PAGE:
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May justice prevail in Thai courts

Politicians and politically connected businesses target the press with an alarming string of court actions

By Shawn Crispin


The Standard of Hong Kong
October 5, 2005

Freedom of expression is on trial in the young democracy of Thailand, where state agencies, politicians and politically connected businesses have targeted the news media with an alarming string of criminal and civil court actions that seek prison terms and exorbitant monetary damages.

The first, crucial test is being heard now in a Bangkok courtroom. On one side is the Shin Corp, the profitable communications conglomerate founded by Thai Prime Minister Thaksin Shinawatra and majority-owned by his family. On the other is Supinya Klangnarong, a 31-year-old activist focused on media reform issues.

In October 2003, the Shin Corp filed criminal defamation charges against Supinya for comments she made in the Thai-language press. Her alleged crime: noting that the Shin Corp's profits had more than tripled since Thaksin took office, and hinting at a possible conflict of interest between the premier's public duties and his family's private interests.

The Shin Corp claims that Supinya's comments hurt investor perceptions about the company and damaged its public image. The criminal charge carries a possible two-year prison term. The company is also pursuing the equivalent of US$10 million (HK$78 million) in a civil suit against the young activist, who earns a US$200 monthly salary from the small advocacy outfit she runs.

As a Thailand-based journalist and consultant with the Committee to Protect Journalists, I testified as a defense witness in the trial. My testimony highlighted the plain fact that Thailand's constitution guarantees freedom of expression, providing legal grounds to air opinions about public figures and public companies. As if emphasizing the deteriorating press climate, though, the judge warned that I, too, could be charged with criminal libel for a 2003 article I wrote in the Far Eastern Economic Review, which also examined conflict-of-interest allegations surrounding the prime minister.

There is regional precedent for using the courts to cow in-depth journalism, most visibly in authoritarian regimes in Malaysia and Singapore, where the mainstream press acts more as lapdog than watchdog. Although Thailand is formally obliged to guarantee freedom of expression as a 1997 party to the International Covenant for Civil and Political Rights, many fear that Thaksin, who took office in 2001, is taking Thailand down a similarly repressive track.


Politicians and companies seem to have taken a cue from Shin Corp in recent weeks. Picnic Corp, a company owned by the family of former deputy commerce minister Suriya Lapwisuthisin, filed criminal and civil charges in July against two newspapers owned by the Matichon Publishing Group over reports of alleged accounting fraud at the company. Picnic Corp is requesting a whopping US$240 million in damages in one of the complaints.

Last month, two government agencies, the Airports Authority of Thailand and the New Bangkok International Airport, filed a criminal defamation complaint against the Bangkok Post and its editor for an erroneous story that said foreign experts had been summoned to inspect cracks in a runway of the new airport. The English-language daily retracted the story and apologized, but two senior editors lost their jobs due to government pressure. The agencies, which have indicated they will also seek the equivalent of US$25 million in civil damages, say the story damaged Thailand's international reputation.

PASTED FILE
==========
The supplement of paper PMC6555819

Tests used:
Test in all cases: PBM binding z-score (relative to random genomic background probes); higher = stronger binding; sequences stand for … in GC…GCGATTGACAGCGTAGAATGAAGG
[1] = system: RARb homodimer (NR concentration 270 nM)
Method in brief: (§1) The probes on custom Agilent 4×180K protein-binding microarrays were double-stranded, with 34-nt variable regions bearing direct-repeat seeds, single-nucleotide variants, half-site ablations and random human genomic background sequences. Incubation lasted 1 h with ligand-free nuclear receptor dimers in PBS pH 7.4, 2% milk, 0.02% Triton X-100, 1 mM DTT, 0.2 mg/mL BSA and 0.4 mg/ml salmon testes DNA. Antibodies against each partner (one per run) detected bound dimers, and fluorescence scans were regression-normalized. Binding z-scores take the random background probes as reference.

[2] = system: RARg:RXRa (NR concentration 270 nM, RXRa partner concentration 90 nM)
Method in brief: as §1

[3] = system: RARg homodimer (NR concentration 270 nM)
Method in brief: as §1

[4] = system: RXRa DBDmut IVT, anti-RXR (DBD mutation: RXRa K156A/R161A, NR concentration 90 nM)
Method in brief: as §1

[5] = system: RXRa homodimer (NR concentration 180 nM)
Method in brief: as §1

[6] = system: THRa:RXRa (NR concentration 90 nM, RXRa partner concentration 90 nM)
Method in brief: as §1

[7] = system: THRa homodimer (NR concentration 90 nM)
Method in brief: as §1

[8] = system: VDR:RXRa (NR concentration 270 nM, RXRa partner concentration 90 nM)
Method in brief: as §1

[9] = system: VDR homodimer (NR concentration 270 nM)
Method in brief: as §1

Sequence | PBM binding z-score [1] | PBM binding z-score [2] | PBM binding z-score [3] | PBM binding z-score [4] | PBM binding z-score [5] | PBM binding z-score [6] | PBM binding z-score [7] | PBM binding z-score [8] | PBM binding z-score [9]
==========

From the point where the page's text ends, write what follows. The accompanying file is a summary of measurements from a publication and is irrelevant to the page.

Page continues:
These cases pose a much graver risk. The future of the country's once-vibrant, now-dimming democracy is at stake. Free speech and press freedom guarantees are enshrined, but not explicitly defined, in the country's progressive 1997 constitution and Thailand's libel laws are notoriously arbitrary and vague.

The case against Supinya has put the burden of proof on the defendant, a bizarre derogation from the widely accepted principle that the accused are innocent until proven guilty.

Journalists and editors say that, in light of the criminal case against Supinya, they have already exerted self- censorship in covering the Shinawatra family's expanding business interests.

The case has effectively taken Supinya's critical opinions out of circulation as well. Her lawyers have advised her to steer clear of public comments about Thaksin or the Shin Corp until a verdict is handed down later this year.

But the David-and-Goliath profile of Supinya's case has also captured the national imagination, prompting a series of well-attended fundraising events for her legal defense, and providing a potent rallying point for pro-democracy advocates. It is not yet clear that Thaksin's formidable political power has undermined the independence of Thailand's judiciary.

And, so, Thailand's criminal court faces a landmark decision. A ruling against Supinya would demonstrate that Thailand has lost faith in its commitment to international standards for freedom of expression, and it would set a chilling precedent for the other criminal cases recently filed against journalists. A ruling in her favor would be a vital step in reaffirming free expression. For democracy's sake, may justice prevail.

Shawn Crispin is a freelance journalist and the Asia program consultant to the US-based Committee to Protect Journalists



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